# Difference between revisions of "The coordination number of granular cylinders"

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==Soft Matter Keywords== | ==Soft Matter Keywords== | ||

− | ====[[Coordination Number]], ==== | + | ====[[Coordination Number]], [[Jamming]], Volume Fraction, Packing ==== |

==Summary== | ==Summary== | ||

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In a granular material, the average coordination number <math>\langle z\rangle</math> is defined as the average number of touching neighbors per particle. For hard spheres, <math>\langle z\rangle</math> has been well-studied and is widely-agreed upon. This is paper discusses <math>\langle z\rangle</math> for cylindrical grains. Using constraint equations, the authors prove the following equations: | In a granular material, the average coordination number <math>\langle z\rangle</math> is defined as the average number of touching neighbors per particle. For hard spheres, <math>\langle z\rangle</math> has been well-studied and is widely-agreed upon. This is paper discusses <math>\langle z\rangle</math> for cylindrical grains. Using constraint equations, the authors prove the following equations: | ||

− | {| | + | {| border="1" cellpadding="5" cellspacing="0" align="center" |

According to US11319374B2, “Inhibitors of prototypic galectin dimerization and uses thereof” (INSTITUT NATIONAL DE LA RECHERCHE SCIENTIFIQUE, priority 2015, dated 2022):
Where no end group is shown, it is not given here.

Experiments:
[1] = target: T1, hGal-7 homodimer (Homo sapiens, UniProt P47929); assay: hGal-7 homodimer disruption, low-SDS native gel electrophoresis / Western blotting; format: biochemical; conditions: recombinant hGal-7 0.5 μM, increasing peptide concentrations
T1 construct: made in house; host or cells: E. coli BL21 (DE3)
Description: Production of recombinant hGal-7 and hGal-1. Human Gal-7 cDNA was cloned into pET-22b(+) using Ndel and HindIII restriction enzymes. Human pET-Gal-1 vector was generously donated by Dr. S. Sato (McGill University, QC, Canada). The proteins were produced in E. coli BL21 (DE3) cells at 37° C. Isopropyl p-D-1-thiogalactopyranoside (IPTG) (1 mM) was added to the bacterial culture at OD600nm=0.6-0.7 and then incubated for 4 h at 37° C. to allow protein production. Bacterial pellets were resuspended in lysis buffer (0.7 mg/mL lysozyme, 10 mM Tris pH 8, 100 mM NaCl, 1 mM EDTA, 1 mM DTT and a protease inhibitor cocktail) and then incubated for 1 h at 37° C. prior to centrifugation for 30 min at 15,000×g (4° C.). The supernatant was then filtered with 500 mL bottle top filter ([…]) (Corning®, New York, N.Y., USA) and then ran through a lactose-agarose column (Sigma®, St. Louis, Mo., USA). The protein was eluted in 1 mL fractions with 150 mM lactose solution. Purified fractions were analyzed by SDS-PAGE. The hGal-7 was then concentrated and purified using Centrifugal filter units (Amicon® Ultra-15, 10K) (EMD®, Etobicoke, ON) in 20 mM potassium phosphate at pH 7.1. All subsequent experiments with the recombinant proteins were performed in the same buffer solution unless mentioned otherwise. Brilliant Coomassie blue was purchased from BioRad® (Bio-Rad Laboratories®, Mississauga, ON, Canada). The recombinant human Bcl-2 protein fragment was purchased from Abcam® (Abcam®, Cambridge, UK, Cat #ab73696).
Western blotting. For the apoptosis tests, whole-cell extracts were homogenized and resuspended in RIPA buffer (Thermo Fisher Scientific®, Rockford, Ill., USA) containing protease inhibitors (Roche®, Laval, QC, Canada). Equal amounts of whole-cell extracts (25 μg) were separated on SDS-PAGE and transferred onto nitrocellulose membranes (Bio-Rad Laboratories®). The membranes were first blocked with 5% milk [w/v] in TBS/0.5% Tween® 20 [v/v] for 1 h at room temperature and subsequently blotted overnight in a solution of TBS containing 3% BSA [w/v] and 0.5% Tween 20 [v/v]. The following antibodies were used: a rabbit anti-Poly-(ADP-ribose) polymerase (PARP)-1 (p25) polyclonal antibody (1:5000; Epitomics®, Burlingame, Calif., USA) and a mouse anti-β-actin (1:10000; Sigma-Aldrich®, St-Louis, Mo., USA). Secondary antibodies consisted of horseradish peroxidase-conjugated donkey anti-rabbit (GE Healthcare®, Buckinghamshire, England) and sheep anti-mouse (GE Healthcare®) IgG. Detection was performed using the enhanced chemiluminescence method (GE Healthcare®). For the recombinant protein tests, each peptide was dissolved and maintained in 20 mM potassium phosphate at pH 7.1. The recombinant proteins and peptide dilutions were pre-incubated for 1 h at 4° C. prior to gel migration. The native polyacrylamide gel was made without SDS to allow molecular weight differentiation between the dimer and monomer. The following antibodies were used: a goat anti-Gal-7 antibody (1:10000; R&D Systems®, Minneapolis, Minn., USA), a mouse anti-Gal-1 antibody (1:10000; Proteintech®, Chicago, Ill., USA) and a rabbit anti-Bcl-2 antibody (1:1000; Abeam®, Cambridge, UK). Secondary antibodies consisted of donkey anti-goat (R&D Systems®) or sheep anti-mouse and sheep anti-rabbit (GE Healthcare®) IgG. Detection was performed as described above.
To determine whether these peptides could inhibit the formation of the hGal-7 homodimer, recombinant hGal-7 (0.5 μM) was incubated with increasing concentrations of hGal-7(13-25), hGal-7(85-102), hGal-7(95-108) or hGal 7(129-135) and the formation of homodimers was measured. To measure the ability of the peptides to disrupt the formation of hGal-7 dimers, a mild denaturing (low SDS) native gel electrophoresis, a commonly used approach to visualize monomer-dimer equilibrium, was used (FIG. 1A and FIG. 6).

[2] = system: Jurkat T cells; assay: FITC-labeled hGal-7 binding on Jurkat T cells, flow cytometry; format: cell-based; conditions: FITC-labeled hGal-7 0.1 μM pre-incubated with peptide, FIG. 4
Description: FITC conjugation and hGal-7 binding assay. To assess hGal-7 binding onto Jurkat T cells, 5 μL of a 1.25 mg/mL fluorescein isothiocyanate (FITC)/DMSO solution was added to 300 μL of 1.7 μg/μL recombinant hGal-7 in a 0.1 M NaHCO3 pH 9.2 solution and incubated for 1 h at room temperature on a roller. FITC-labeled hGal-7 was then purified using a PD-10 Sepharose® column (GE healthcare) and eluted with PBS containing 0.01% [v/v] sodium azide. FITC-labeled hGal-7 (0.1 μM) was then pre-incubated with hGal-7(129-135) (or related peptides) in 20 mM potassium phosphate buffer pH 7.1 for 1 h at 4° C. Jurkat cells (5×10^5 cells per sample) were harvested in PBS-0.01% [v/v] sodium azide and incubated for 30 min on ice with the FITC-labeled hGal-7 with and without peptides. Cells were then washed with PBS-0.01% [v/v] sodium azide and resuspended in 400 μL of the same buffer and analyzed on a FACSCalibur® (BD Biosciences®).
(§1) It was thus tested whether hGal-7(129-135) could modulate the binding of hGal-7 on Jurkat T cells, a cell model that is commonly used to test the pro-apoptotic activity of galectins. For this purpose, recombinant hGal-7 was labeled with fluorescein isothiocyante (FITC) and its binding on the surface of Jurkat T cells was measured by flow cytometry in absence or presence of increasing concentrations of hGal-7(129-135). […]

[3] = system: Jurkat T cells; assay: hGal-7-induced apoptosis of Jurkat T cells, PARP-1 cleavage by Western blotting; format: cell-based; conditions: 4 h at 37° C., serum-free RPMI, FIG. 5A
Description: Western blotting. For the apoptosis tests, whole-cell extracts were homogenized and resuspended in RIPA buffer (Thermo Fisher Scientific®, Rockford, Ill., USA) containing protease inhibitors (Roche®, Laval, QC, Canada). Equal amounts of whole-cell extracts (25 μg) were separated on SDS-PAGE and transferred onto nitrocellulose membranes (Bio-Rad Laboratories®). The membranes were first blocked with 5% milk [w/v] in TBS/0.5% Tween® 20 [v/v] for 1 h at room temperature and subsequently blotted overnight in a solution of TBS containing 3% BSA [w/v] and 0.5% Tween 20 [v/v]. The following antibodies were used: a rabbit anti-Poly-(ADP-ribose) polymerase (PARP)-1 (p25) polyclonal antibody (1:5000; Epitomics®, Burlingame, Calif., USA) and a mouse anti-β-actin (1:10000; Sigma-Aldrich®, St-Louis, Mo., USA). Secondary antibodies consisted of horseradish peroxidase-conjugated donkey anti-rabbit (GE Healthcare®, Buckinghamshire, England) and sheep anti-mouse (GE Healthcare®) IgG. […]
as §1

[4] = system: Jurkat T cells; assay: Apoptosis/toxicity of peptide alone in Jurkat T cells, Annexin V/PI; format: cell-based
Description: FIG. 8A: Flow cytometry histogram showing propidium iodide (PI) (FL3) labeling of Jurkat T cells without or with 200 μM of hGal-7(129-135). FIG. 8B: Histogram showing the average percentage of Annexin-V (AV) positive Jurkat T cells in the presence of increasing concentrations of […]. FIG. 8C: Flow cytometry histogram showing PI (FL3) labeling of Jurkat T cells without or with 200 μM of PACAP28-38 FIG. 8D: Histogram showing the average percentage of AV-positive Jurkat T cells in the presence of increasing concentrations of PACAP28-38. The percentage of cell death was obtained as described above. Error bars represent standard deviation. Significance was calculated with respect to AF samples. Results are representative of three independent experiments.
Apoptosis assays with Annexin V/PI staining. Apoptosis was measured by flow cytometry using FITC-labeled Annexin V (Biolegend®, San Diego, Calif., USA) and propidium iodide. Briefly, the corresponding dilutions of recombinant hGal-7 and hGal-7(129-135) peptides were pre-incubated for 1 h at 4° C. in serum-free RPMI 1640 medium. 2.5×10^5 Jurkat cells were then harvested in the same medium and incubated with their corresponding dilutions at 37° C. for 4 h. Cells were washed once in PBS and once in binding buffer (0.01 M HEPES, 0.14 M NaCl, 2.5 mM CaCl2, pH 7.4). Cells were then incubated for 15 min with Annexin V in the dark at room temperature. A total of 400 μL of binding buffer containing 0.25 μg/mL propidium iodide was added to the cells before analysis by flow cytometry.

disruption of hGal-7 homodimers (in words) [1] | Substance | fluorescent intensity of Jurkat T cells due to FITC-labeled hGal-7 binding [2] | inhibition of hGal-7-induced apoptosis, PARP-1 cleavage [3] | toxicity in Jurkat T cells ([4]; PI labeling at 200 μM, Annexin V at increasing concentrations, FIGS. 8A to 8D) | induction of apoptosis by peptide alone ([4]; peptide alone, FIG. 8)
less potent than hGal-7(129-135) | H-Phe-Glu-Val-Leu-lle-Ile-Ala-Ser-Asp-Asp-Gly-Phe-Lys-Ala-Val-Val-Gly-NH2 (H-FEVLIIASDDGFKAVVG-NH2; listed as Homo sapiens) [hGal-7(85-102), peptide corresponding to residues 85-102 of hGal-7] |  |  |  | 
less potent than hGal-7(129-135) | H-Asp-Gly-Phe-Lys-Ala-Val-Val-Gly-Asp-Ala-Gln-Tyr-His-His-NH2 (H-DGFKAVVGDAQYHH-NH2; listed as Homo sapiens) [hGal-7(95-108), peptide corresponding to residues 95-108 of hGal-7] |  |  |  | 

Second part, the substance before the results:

+ | |+'''Coordination Numbers''' | ||

|- | |- | ||

− | | Grain Type | | + | ! style="background:#efefef;" | Grain Type |

+ | ! style="background:#ffdead;" | Average Coordination Number | ||

|- | |- | ||

− | | Frictionless | + | | Frictionless Cylinders |

− | | | + | | align="center" | <math>10\,</math> |

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− | | | + | |

|- | |- | ||

− | + | | Friction Cylinders | |

+ | | align="center" | <math>4\leq\langle z\rangle\leq 10</math> | ||

|- | |- | ||

− | + | | <math>D\,</math> dimensional Frictionless Spheres | |

− | | | + | | align="center" | <math>2 D\,</math> |

|- | |- | ||

− | + | | <math>D\,</math> dimensional Friction Spheres | |

− | | | + | | align="center" | <math>D + 1\leq\langle z\rangle\leq 2 D</math> |

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− | + | ||

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|} | |} | ||